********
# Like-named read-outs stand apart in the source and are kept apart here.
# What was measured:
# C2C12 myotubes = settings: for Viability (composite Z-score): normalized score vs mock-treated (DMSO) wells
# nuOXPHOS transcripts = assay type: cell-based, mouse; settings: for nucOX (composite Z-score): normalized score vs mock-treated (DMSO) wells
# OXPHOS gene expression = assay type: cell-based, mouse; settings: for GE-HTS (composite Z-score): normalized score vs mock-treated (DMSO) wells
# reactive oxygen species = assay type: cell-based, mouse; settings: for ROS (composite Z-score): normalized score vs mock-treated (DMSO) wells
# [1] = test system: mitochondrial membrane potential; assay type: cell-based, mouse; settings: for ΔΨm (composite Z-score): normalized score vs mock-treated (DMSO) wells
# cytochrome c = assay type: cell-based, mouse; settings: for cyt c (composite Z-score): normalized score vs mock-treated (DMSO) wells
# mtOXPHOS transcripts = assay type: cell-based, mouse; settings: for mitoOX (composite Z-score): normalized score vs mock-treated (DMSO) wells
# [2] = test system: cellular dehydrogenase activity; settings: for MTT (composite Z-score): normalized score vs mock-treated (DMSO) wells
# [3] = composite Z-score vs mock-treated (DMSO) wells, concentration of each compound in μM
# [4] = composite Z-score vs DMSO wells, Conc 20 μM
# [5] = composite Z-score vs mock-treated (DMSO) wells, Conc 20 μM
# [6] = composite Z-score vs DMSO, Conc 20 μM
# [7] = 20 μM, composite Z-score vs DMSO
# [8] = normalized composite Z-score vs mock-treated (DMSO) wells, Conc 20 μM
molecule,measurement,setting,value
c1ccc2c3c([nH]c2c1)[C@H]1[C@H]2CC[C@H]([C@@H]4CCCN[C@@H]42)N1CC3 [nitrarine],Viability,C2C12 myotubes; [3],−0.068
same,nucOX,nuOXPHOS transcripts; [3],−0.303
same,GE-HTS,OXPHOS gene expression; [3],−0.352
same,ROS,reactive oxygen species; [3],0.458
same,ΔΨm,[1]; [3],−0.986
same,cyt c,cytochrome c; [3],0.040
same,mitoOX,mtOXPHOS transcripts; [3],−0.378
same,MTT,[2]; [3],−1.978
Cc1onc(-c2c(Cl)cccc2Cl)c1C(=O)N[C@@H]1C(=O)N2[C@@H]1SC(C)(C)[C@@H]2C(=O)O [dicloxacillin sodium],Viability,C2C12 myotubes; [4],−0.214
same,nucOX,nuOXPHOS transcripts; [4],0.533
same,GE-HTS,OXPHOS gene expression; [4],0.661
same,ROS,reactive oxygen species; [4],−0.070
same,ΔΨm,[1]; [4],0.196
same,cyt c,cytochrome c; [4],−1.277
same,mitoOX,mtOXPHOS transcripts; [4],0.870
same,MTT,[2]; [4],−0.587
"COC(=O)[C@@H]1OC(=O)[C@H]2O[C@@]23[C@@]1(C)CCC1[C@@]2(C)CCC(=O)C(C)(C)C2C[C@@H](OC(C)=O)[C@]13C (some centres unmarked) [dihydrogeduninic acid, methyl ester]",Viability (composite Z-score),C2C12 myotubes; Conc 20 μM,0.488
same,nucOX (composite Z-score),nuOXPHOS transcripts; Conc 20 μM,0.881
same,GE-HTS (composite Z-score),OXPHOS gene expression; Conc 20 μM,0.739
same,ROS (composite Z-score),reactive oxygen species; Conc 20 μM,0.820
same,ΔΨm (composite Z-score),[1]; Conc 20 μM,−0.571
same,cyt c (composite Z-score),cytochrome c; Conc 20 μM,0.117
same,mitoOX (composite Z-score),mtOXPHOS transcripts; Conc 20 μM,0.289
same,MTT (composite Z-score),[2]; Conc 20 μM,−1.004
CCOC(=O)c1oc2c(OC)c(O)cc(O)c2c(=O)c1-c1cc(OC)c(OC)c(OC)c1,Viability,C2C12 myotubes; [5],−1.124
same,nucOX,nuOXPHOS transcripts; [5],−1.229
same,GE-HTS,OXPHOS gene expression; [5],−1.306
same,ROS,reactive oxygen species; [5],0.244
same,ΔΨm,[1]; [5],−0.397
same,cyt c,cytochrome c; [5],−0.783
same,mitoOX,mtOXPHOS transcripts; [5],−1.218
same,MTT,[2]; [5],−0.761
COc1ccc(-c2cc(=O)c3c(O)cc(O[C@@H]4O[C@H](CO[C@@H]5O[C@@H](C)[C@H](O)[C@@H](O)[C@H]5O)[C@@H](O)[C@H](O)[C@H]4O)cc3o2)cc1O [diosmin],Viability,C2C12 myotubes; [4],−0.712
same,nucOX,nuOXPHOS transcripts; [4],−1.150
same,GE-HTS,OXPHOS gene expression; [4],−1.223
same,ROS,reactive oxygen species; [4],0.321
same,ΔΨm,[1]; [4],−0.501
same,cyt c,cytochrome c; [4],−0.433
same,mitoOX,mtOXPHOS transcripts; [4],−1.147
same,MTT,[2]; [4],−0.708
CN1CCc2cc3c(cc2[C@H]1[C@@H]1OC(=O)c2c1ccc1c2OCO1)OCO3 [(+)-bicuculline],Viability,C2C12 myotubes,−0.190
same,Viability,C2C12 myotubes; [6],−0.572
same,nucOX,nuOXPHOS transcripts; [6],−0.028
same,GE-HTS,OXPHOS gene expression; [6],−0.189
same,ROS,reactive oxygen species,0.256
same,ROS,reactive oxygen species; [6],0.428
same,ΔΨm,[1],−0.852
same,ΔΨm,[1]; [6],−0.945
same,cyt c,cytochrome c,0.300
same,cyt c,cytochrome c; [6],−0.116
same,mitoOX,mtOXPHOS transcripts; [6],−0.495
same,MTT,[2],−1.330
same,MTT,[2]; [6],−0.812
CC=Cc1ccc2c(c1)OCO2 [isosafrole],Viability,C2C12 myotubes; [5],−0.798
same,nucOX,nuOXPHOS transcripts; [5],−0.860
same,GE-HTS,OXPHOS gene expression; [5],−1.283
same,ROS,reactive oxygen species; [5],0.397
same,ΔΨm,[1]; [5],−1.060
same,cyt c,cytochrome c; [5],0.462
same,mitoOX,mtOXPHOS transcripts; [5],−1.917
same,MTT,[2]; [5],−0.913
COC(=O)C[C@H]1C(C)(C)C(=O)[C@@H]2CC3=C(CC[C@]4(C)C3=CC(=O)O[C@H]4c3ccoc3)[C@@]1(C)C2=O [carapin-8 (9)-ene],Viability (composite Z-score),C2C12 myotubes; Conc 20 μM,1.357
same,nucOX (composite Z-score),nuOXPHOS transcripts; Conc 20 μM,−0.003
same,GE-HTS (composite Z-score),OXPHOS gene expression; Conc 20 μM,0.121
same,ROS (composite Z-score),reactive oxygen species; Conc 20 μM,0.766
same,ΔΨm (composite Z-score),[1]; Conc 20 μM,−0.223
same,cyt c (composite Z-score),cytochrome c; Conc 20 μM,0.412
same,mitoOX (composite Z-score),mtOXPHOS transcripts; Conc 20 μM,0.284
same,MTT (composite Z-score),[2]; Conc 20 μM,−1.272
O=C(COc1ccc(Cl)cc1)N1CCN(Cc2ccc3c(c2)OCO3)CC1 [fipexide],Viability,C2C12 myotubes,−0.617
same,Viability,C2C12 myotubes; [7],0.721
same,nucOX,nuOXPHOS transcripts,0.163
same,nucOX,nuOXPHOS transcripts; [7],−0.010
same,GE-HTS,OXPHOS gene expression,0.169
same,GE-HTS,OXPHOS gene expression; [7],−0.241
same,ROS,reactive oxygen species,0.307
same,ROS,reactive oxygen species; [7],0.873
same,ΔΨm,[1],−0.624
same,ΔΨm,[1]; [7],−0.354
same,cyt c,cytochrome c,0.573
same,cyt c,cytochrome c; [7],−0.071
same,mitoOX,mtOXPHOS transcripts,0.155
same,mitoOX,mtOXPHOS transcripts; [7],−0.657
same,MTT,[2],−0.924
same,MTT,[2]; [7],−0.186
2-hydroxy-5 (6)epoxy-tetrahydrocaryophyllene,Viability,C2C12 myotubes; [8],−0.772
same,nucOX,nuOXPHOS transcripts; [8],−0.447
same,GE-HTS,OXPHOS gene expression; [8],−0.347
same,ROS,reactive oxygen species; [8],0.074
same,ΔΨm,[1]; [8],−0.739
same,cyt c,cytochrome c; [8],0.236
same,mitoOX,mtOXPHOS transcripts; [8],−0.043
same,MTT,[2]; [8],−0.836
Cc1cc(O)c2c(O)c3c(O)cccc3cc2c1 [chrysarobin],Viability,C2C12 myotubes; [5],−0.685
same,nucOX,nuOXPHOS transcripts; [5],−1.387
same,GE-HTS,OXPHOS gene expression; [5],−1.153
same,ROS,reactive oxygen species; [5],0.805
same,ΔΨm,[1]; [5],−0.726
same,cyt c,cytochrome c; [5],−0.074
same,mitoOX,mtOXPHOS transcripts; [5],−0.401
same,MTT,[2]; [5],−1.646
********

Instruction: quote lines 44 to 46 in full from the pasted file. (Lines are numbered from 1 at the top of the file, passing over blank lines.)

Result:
same,GE-HTS,OXPHOS gene expression; [5],−1.306
same,ROS,reactive oxygen species; [5],0.244
same,ΔΨm,[1]; [5],−0.397